Isabella "Daisy" Mary 

The only daughter of Sir Hugh John Macdonald went by a few different nicknames. Her father called her his "little brick" and her grandfather called her"Puss", but others referred to her as Daisy. 

The nickname Daisy came from someone who saw me playing in a field of daisies, said Daisy in a 1959 interview. 

Daisy's mother was Hugh John’s first wife, Jean Macdonald, who died when Daisy was about four-years-old. 

When she was a young lady, she attended Miss Harmon’s School for Girls, a boarding school in Ottawa. During that time, she spent many of her weekends with her grandfather, Sir John A. Macdonald, in Earnscliffe.  

“We never talked about politics. He’d leave that outside of the house,” Daisy said in a broadcast interview. “I spent most holidays with him.”

After living in Ontario, Daisy moved to Winnipeg with her father and briefly attended St. Mary's Academy.

By 1890, she lived in Montreal and attended the Sacred Heart Convent, Sault au Récollet, which was a girls school led by nuns. 

Daisy who spent much of her time with her grandmother, Baroness Agnes Macdonald,  formed a close bond, so much so, the baroness convinced Daisy’s parents to enroll her in a school in England.

While living in Europe, her grandmother and Daisy traveled often.

Daisy went to St. Mary's Academy for about a month in 1887 before she left to go to boarding schools in Montreal and Europe. /DMVC Archives

Daisy went to St. Mary's Academy for about a month in 1887 before she left to go to boarding schools in Montreal and Europe. /DMVC Archives

“One time we rode donkeys up a mountain in Italy and my grandmother said we’d walk down,” Daisy said in a news article about her grandparents. “We did everything but walk. We rolled, stumbled, tumbled, and fell.”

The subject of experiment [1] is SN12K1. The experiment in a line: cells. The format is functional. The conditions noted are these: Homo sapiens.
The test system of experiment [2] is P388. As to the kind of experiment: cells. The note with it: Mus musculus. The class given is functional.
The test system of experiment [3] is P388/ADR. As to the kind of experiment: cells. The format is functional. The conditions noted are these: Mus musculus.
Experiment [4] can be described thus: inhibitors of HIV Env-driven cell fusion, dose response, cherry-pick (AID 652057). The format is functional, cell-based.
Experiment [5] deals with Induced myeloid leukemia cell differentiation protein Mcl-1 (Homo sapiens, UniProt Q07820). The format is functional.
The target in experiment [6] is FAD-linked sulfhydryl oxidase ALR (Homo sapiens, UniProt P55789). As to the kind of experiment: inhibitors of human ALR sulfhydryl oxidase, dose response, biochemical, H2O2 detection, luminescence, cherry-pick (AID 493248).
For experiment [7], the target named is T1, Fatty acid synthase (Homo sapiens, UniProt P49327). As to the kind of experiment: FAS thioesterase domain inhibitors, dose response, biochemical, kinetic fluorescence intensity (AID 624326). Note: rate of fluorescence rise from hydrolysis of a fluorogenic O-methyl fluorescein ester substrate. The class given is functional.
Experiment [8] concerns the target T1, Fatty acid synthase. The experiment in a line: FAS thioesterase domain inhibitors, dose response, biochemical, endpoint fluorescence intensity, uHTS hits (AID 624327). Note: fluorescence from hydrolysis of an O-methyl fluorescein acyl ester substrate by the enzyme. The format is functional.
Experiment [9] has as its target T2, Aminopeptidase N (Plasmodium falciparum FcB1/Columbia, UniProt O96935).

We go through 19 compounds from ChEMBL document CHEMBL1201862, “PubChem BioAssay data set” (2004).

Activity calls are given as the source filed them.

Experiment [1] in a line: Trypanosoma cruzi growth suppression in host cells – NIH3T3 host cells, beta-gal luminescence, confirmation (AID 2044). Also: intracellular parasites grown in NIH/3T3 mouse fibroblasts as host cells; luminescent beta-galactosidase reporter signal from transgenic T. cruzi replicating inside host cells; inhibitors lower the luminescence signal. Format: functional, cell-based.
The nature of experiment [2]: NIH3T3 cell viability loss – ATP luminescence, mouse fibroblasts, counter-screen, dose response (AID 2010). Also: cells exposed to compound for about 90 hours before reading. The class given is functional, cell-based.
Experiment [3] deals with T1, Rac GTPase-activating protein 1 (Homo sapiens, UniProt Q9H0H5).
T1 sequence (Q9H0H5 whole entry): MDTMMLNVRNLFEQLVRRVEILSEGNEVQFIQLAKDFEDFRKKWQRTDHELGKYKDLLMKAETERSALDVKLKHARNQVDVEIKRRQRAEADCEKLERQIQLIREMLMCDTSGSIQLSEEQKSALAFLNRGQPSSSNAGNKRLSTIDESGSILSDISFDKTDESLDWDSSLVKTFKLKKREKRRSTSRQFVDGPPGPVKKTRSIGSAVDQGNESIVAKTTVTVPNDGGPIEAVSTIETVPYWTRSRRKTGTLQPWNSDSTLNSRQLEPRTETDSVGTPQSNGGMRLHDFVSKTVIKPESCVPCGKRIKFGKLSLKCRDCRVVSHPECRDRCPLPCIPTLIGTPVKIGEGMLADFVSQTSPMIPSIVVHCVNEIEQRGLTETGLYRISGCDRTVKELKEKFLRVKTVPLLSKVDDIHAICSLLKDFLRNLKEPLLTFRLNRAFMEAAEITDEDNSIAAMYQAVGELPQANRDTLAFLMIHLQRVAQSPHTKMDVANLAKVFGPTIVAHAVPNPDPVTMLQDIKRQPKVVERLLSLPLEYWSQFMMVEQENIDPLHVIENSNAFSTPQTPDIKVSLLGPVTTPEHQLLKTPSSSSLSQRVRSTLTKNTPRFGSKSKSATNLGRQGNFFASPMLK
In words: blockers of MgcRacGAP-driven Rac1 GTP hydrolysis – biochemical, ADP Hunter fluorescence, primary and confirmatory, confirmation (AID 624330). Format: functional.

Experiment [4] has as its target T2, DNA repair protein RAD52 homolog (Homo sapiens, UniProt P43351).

The well-trained pet

 While living at Dalnavert, Daisy had a parrot.

 “There was one time she was sitting on the veranda and a couple was walking by the house,” said Daisy’s son Hugh Gainsford in a 1995 interview.  “The parrot yelled at them, “c’mon gimme a kiss”.

Daisy had a pet parrot she trained to say, "c'mon gimme me a kiss." It would yell at people who walked by the house. This parrot is in the parlour on top of a original china cabinet to Dalnavert. /Dalnavert Archives

Daisy had a pet parrot she trained to say, "c'mon gimme me a kiss." It would yell at people who walked by the house. This parrot is in the parlour on top of a original china cabinet to Dalnavert. /Dalnavert Archives

"My mom said she had to show where the parrot was since the couple thought it was her bugging them. She was so embarrassed,” he added.

hobbies and interests

As an unconventional Victorian woman, Daisy loved fencing and pistol shooting.

Her instructor, Sergeant Major Page, taught her how to do both activities.

One a rainy day, he told her to shoot inside, but Daisy got distracted, according to DMVC archives.

“He told me it was safe to fire, so I did. Unfortunately, I was looking out the window at some soldiers when he said to shoot,” she said. “The shot was wide and the bullet went through the window. I fled in terror. No one was hit and the only damage done was to my pride and the window.”

Daisy also played the piano and harp, and dabbled in acting. In 1900, she performed in the play Home Sweet Home, playing the role of a woman distanced from her sweet heart by war. 

Her later years

On February 10, 1915, Daisy married George Gainsford.  The couple had two children, Lionel and Hugh Gainsford. In 1959, she passed away. She is buried alongside her farther, stepbrother, and stepmother at St. John’s Cemetery.


The end of the Macdonald's namesake

Lionel and Hugh Gainsford were direct descendants of Canada's first Prime Minister and one of Manitoba's earliest premieres, but they would never share the same surname. For years, Hugh Gainsford led tours and volunteered at his grandfather's former house while working as a liquor commission inspector. He was honoured with the Queen’s Silver Jubilee Medal for his community service in 1977, but his connection to the museum didn't end there. He shared stories and personal items belonging to his grandparents and mother until the 1990s. He married, moved to Saskatchewan, and had two children. He died at 96 on November 24, 2014.

For more information visit, call, or email us at info@dalnavertmuseum.ca.